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Spain Overwhelm Russia to Set up Final Date with Germany

A stunning second-half performance that netted three goals saw Spain power past Russia in a Euro 2008 semi-final clash in Vienna to reach their first major final in 24 years.

Spain's Xavi Hernandez, right, celebrates with teammates after scoring his side's opening goal during the semifinal match between Russia and Spain

After a slow first half, Spain came back with three goals

Second-half goals from Xavi Hernandez, Daniel Guiza and David Silva sealed a 3-0 victory on Thursday, June 26, for Luis Aragones' side, which will play Germany in Sunday's final.

"We came here to win the tournament," Cesc Fabregas, one of the stars of the night, said. "In a final anything can happen, but right now we have to enjoy the moment."

Fabregas was rushed into action after 34 minutes after a muscle injury to David Villa, who is now a major doubt for the final, and the Arsenal man said he would play any part he is asked to against Germany.

"It's up to the boss but I will be here as soon as he needs me," said Fabregas.

Russia couldn't keep up

Russia's Roman Pavlyuchenko, rear right, and Spain's Marcos Senna, left, challenge for the ball during the semifinal match between Russia and Spain

Russia just got tired too soon, said their coach

Russia had stunned Holland in the previous round, with Andrei Arshavin at the center of all their best moves, but he and the entire Russian side were well short of their best in the Ernst Happel stadium this time around.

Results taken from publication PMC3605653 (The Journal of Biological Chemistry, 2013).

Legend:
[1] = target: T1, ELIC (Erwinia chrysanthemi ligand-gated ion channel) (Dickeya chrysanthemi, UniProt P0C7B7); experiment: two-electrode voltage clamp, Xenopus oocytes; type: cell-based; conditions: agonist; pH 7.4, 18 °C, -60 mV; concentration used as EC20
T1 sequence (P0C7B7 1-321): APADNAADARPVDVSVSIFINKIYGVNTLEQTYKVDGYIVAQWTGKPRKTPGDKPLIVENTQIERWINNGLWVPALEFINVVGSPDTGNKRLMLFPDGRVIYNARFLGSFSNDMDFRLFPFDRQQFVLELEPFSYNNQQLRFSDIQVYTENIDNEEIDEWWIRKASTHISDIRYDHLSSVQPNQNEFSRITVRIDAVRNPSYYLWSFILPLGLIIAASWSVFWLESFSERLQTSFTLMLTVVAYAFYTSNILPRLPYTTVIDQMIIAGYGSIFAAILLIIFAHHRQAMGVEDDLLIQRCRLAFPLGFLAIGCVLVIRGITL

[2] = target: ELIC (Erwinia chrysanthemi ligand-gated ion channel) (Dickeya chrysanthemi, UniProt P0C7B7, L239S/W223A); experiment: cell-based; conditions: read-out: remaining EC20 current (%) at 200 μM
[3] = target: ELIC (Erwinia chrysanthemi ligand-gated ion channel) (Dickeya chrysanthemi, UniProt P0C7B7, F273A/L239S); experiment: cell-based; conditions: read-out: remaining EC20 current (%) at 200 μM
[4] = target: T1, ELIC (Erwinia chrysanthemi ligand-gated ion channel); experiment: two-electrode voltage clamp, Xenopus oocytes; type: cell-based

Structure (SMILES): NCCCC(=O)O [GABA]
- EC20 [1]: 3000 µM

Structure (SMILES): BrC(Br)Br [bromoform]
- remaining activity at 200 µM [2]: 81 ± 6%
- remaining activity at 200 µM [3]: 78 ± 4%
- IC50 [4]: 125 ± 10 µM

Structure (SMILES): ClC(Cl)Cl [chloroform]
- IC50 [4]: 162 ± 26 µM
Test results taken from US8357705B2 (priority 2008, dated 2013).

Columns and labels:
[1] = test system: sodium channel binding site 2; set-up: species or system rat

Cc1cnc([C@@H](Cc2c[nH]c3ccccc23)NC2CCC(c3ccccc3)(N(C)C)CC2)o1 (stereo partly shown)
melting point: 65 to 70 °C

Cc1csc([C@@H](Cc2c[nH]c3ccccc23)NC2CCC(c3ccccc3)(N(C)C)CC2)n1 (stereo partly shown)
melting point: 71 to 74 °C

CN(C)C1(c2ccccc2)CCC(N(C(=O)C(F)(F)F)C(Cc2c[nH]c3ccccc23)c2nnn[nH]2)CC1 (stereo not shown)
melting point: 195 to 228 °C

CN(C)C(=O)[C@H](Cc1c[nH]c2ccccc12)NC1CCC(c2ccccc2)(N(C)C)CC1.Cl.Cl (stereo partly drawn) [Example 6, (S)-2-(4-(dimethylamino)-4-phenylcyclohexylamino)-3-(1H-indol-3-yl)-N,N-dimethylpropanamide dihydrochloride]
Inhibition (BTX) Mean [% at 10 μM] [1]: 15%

"Arshavin plays very freely so we decided that in every area one player was meant to keep an eye on him. If [Marcos] Senna left him then another player took up the job," said Aragones of how Spain snuffed out the threat from the Zenit St. Petersburg star.

"We lost against a very good opponent. Spain is a very good team," admitted Russia coach Guus Hiddink. "We were able to keep to their level for nearly an hour. That was their plan to make us tired and we could not keep with them in the second half.

"But we can be proud to have gotten to this stage."

Spain cashes in during second half

In steady rain, Spain, who had squeezed past Italy on penalties in the quarter-finals, dominated possession in a frenetic opening and Villa and Fernando Torres caused the Russia defense all sorts of problems.

The only surprise was that it took as long as 50 minutes for Spain to go ahead, and Xavi side-footed them in front after a cross-shot from Andres Iniesta.

Guiza and Xabi Alonso replaced Xavi and Torres and Spain went further ahead 17 minutes from time, a lovely lofted pass from Fabregas setting up Guiza, who finished neatly.

Fabregas was the provider once again, eight minutes from the end, slotting the ball perfectly into the path of Silva, who found the corner with a fine left-foot finish.

Arshavin almost pulled one back late on but Iker Casillas saved well and Spain ran out convincing winners.

Spain reluctant favorites against Germany

A Spanish soccer supporter wears a colorful hat

Spain may be favored, but they have less experience in the finals than Germany

"We started the game playing the kind of football Russia likes with longer balls but when we started moving the ball around that is when we started doing well, both defensively and offensively," said Aragones.

"We passed the ball very well. When we came to the tournament we realized that we had a good team and could get very far. We have learned how to compete."

Arogones refused to accept his side would now start as favorites against Germany, despite Joachim Loew's side having had an inconsistent tournament to date.

"I don't know if there is a favorite. Maybe Germany can be considered favorites because they are more used to getting to finals than we are," said Aragones of the three-time winners.

"But it's very difficult to stop us when we move the ball very quickly. The Russians got tired. The Germans might be better physically but in the end our pace could tire them," he added.

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